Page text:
Research Objectives & Questions
Research aim and objectives:
- Identify the automation changes in accounting practices.
- Identify the strengths and weaknesses of automation in accounting practices.
- Examine the changes have occurred in the Welsh graduate employment market.
- Assess the skills Welsh accounting graduates currently need, to be employed in accounting practices.
The primary research questions of this dissertation are as follows:
- What are the automation changes in accounting practices?
- What are the strengths and weaknesses of automation in accounting practices? Including a critical review of disruptive technologies.
- What changes have occurred in the Welsh graduate employment market?
- What changes have occurred in the skills requirements for Welsh accounting graduates in the past 10 years? And what skills are now needed to be employed in accounting practices?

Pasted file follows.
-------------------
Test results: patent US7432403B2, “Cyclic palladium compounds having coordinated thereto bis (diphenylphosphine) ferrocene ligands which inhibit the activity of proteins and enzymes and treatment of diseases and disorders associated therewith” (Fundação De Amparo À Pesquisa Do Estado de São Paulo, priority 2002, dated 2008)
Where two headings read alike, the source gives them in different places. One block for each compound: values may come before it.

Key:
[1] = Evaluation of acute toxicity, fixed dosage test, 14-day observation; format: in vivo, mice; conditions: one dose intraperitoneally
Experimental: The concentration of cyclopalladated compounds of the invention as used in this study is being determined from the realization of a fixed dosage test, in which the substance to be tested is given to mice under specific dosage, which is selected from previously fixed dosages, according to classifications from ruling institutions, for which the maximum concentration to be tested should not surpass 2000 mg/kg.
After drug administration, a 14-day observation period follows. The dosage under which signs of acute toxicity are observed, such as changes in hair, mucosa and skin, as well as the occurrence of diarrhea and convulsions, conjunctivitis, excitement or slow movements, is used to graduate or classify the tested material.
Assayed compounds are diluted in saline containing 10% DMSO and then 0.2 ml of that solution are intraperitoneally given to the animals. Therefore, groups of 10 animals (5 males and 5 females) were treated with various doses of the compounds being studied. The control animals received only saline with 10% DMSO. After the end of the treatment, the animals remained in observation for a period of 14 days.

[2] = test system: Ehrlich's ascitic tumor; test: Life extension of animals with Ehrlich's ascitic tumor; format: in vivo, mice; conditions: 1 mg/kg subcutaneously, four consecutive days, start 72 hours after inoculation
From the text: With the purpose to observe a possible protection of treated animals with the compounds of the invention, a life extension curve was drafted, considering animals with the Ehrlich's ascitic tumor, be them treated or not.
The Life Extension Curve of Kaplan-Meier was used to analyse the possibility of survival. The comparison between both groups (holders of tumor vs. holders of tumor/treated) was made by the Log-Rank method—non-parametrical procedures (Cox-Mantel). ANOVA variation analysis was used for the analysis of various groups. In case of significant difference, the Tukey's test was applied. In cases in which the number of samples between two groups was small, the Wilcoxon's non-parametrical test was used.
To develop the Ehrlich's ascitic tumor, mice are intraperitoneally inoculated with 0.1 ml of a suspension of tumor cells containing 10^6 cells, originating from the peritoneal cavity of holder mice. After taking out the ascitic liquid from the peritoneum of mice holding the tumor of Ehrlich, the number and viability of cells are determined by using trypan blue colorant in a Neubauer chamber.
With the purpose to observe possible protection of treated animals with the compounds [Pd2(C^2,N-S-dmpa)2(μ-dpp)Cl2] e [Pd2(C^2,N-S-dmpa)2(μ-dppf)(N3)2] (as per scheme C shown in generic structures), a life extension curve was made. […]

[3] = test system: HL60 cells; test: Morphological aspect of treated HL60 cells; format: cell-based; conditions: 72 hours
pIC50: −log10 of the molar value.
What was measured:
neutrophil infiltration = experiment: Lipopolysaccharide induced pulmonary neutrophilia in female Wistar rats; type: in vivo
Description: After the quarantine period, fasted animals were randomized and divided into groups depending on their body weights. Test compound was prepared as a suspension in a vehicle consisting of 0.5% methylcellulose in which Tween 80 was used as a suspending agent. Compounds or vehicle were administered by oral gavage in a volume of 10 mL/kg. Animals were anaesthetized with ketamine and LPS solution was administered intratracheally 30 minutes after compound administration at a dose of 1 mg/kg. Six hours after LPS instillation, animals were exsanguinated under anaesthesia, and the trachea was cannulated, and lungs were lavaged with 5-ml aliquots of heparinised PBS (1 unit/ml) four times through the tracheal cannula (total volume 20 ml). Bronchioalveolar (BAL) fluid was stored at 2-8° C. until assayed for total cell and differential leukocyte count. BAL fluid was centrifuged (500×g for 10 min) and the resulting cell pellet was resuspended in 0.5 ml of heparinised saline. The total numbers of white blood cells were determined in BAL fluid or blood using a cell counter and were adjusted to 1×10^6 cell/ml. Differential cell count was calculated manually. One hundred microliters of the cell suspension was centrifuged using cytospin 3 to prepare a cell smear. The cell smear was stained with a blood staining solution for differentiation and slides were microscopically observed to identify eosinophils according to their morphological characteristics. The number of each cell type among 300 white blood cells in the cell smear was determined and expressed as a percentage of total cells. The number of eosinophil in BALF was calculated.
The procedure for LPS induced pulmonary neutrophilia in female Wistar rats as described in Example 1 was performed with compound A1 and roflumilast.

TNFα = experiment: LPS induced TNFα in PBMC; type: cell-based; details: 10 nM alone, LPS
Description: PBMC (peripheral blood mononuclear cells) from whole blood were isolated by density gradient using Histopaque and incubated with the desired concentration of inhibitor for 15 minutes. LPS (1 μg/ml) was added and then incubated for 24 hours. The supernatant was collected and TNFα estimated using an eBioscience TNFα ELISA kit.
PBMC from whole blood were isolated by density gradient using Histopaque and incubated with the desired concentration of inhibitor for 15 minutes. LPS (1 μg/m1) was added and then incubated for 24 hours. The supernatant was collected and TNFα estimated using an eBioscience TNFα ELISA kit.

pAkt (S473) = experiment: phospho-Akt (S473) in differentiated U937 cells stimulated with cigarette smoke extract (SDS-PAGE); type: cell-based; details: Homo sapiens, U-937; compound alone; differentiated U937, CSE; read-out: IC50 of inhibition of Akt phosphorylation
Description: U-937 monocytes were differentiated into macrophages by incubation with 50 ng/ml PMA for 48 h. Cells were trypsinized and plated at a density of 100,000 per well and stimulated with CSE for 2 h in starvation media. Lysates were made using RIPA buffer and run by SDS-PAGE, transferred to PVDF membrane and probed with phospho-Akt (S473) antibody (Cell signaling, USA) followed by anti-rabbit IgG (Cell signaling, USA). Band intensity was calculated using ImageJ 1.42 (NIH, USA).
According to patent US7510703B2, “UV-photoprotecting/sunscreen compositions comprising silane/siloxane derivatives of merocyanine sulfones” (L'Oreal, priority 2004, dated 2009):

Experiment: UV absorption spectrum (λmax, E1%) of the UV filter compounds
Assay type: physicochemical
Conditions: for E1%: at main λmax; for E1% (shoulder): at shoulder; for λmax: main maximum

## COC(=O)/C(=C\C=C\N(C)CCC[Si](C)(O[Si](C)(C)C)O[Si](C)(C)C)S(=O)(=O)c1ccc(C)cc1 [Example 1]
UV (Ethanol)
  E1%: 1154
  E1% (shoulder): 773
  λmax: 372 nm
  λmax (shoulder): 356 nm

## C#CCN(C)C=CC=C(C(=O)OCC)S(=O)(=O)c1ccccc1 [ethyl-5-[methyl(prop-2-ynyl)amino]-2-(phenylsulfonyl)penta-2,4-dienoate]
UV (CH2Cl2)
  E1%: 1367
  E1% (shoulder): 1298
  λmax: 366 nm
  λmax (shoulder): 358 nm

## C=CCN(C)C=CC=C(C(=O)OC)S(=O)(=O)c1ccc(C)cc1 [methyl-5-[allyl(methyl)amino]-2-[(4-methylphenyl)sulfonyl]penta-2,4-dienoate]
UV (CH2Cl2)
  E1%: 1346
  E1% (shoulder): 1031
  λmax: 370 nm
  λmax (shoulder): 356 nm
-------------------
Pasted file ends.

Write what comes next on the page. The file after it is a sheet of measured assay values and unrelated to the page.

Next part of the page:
The overall structure of the work is represented by five chapters, each of which consistently solves its functional problem. The first chapter introduces the reader to the general nature of the problem, describes its significance and urgency, and postulates the purpose and questions of the entire thesis. The second chapter is presented by a voluminous literature review that characterizes the current academic agenda and critically assesses the body of accumulated knowledge. The literature review outlines not only the central vector of the topic of the entire thesis — that said, the problem of accounting — but also reviews additional knowledge necessary for a deeper understanding of the essence of the topic under study. The third chapter of the work is a discussion of the methodological part, giving an idea of the strategies of search and analysis of materials, research design, and observance of ethical norms. Chapter four is a summary of the essential findings and conclusions gathered through the literature review. Chapter five is a summarizing conclusion, highlighting the central theses of the entire thesis and offering some recommendations for students of today.